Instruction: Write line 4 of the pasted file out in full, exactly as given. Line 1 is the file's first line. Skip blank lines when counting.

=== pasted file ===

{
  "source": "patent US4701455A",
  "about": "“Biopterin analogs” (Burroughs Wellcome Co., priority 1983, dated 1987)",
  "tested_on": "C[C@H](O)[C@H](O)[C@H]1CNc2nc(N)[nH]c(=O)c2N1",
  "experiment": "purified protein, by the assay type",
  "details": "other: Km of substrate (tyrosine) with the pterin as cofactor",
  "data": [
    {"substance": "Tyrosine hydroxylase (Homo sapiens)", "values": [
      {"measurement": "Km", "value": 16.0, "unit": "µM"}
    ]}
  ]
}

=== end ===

  "tested_on": "C[C@H](O)[C@H](O)[C@H]1CNc2nc(N)[nH]c(=O)c2N1",